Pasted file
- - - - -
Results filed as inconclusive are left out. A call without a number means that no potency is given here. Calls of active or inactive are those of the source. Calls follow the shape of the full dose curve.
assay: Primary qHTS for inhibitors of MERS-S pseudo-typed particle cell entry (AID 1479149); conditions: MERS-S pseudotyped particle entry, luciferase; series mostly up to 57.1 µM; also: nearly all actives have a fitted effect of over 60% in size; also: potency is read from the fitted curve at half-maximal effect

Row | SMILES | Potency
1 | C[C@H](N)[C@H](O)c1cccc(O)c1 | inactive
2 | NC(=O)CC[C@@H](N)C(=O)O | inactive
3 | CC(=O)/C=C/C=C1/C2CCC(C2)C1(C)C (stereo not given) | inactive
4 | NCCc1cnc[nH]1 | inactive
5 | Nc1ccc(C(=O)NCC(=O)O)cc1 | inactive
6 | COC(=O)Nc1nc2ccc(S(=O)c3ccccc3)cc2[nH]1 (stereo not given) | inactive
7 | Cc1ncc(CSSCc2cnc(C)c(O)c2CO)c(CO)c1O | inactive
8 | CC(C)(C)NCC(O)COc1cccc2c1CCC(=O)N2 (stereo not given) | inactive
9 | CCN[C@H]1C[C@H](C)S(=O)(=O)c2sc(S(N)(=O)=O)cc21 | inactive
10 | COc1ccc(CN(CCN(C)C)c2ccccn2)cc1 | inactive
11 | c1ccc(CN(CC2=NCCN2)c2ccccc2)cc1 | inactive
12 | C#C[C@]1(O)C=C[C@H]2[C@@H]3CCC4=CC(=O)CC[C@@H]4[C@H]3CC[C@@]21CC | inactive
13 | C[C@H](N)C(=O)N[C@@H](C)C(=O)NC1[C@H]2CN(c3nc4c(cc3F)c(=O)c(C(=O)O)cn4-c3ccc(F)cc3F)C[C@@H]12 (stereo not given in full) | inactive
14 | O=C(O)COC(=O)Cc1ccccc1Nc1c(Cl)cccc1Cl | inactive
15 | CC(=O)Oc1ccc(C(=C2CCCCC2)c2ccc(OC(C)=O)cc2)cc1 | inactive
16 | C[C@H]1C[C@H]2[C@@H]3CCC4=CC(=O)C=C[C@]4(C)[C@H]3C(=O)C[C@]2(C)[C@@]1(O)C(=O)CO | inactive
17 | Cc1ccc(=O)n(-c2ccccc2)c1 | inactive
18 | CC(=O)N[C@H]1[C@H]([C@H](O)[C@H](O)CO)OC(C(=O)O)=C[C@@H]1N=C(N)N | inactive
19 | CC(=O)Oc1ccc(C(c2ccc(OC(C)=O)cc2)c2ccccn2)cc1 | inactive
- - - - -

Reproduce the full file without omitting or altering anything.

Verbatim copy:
Results filed as inconclusive are left out. A call without a number means that no potency is given here. Calls of active or inactive are those of the source. Calls follow the shape of the full dose curve.
assay: Primary qHTS for inhibitors of MERS-S pseudo-typed particle cell entry (AID 1479149); conditions: MERS-S pseudotyped particle entry, luciferase; series mostly up to 57.1 µM; also: nearly all actives have a fitted effect of over 60% in size; also: potency is read from the fitted curve at half-maximal effect

Row | SMILES | Potency
1 | C[C@H](N)[C@H](O)c1cccc(O)c1 | inactive
2 | NC(=O)CC[C@@H](N)C(=O)O | inactive
3 | CC(=O)/C=C/C=C1/C2CCC(C2)C1(C)C (stereo not given) | inactive
4 | NCCc1cnc[nH]1 | inactive
5 | Nc1ccc(C(=O)NCC(=O)O)cc1 | inactive
6 | COC(=O)Nc1nc2ccc(S(=O)c3ccccc3)cc2[nH]1 (stereo not given) | inactive
7 | Cc1ncc(CSSCc2cnc(C)c(O)c2CO)c(CO)c1O | inactive
8 | CC(C)(C)NCC(O)COc1cccc2c1CCC(=O)N2 (stereo not given) | inactive
9 | CCN[C@H]1C[C@H](C)S(=O)(=O)c2sc(S(N)(=O)=O)cc21 | inactive
10 | COc1ccc(CN(CCN(C)C)c2ccccn2)cc1 | inactive
11 | c1ccc(CN(CC2=NCCN2)c2ccccc2)cc1 | inactive
12 | C#C[C@]1(O)C=C[C@H]2[C@@H]3CCC4=CC(=O)CC[C@@H]4[C@H]3CC[C@@]21CC | inactive
13 | C[C@H](N)C(=O)N[C@@H](C)C(=O)NC1[C@H]2CN(c3nc4c(cc3F)c(=O)c(C(=O)O)cn4-c3ccc(F)cc3F)C[C@@H]12 (stereo not given in full) | inactive
14 | O=C(O)COC(=O)Cc1ccccc1Nc1c(Cl)cccc1Cl | inactive
15 | CC(=O)Oc1ccc(C(=C2CCCCC2)c2ccc(OC(C)=O)cc2)cc1 | inactive
16 | C[C@H]1C[C@H]2[C@@H]3CCC4=CC(=O)C=C[C@]4(C)[C@H]3C(=O)C[C@]2(C)[C@@]1(O)C(=O)CO | inactive
17 | Cc1ccc(=O)n(-c2ccccc2)c1 | inactive
18 | CC(=O)N[C@H]1[C@H]([C@H](O)[C@H](O)CO)OC(C(=O)O)=C[C@@H]1N=C(N)N | inactive
19 | CC(=O)Oc1ccc(C(c2ccc(OC(C)=O)cc2)c2ccccn2)cc1 | inactive